How can we prove that $\liminf x_n = -\limsup (-x_n)$?

The definitions we are using are
$\limsup x_n = \lim\limits_{n\to\infty} \sup\{x_k; k\ge n\}$
$\liminf x_n = \lim\limits_{n\to\infty} \inf\{x_k; k\ge n\}$

  • 3
    $\begingroup$ What definition of $\liminf$ and $\limsup$ do you take? What did you try? $\endgroup$
    – Julien
    Mar 18, 2013 at 20:35
  • 1
    $\begingroup$ first you need to prove that Inf (-A)=-Sup (A) $\endgroup$
    – cswinson
    Mar 18, 2013 at 20:37
  • $\begingroup$ lim Sup xn= lim (Sup {xn : n>N}) $\endgroup$
    – cswinson
    Mar 18, 2013 at 20:41

1 Answer 1


I'll go with the definition you mention. Defining $\liminf x_n$ as the smallest limit of all converging subsequences in $[-\infty,+\infty)$ and $\limsup$ as the greatest etc... would make the statement slightly easier to check.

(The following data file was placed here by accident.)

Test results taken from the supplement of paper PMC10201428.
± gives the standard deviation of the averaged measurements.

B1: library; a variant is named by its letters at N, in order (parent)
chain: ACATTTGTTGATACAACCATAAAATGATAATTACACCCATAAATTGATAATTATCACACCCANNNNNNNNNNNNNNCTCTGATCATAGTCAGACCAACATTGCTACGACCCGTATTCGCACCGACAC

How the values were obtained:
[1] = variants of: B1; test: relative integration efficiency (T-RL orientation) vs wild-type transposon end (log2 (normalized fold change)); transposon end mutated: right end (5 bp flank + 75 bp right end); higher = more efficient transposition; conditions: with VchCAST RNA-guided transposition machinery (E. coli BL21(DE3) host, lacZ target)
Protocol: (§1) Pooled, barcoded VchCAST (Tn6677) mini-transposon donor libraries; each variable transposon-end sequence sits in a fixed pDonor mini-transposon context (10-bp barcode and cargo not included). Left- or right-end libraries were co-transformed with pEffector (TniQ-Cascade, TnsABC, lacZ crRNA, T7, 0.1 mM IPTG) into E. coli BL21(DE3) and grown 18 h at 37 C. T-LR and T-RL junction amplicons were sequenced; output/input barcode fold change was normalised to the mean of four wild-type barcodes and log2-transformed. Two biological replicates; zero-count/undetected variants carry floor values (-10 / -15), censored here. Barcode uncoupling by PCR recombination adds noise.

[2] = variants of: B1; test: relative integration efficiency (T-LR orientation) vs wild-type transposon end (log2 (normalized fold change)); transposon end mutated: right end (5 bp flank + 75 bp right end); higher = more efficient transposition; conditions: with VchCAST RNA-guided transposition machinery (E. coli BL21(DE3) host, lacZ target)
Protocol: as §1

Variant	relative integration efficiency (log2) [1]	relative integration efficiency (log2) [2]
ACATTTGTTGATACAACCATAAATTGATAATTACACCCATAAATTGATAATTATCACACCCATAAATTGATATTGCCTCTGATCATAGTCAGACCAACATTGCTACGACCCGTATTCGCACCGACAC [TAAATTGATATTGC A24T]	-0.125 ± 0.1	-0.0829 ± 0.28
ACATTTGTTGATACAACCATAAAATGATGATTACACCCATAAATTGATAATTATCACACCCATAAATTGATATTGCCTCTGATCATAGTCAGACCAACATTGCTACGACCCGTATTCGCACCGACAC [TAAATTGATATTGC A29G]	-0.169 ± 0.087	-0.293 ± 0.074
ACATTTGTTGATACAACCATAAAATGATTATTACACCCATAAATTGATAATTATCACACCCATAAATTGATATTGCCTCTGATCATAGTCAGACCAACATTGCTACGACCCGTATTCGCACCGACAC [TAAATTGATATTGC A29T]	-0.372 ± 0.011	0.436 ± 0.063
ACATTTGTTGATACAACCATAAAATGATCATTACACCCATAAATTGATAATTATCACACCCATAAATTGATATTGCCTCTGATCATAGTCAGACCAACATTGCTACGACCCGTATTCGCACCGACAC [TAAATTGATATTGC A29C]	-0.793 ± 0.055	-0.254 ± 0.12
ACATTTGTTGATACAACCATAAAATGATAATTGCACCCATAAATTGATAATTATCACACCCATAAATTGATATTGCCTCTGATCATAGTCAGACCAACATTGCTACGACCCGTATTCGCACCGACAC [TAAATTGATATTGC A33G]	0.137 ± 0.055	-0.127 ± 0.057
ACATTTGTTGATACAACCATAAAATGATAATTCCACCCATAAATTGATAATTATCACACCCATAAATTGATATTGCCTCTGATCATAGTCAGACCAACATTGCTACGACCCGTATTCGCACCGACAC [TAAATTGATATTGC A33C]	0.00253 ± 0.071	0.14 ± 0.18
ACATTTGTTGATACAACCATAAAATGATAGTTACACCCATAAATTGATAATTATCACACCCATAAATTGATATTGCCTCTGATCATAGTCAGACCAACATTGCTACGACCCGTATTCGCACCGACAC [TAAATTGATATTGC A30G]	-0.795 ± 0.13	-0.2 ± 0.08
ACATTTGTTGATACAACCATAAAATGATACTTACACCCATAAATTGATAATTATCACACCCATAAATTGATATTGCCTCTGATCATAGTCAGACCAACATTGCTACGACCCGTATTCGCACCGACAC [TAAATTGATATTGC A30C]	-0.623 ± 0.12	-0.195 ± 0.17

Assume you have proved that $-\sup (-A)=\inf A$ for every subset $A$ of $\mathbb{R}$. Applying this to the set $A=\{x_n\;;\;n>N\}$ yields: $$ -\sup_{n>N}(-x_n)=\inf_{n>N}x_n\qquad \forall N. $$ Taking the limit on both sides gives the formula. Even in the case where these sequences are constant equal to $-\infty$, that is $\liminf x_n=-\infty$ and $\limsup (-x_n)=+\infty$.

Now let us prove the set property. Clearly, $A$ is not bounded below if and only if $-A$ is not bounded above. In this case, we get $-(+\infty)=-\infty$ and the property holds. Now assume we are not in the latter case. Take $a\in A$. We have $$ m\leq a\qquad\iff\qquad -a\leq -m. $$ Therefore, $m$ is a lower bound for $A$ if and only if $-m$ is an upper bound for $-A$. It follows that $-\inf A$ is an upper bound for $-A$, so $\sup(-A)\leq -\inf A$. And likewise, $-\sup(-A)$ is a lower bound for $A$, so $-\sup(-A)\leq \inf A$. This proves the equality $-\sup(-A)=\inf A$.

  • $\begingroup$ Is it safe to take the limit on both sides in the 3rd paragraph? I mean, is there something behind that needs to be proven? $\endgroup$
    – Mangostino
    Feb 13, 2022 at 23:55

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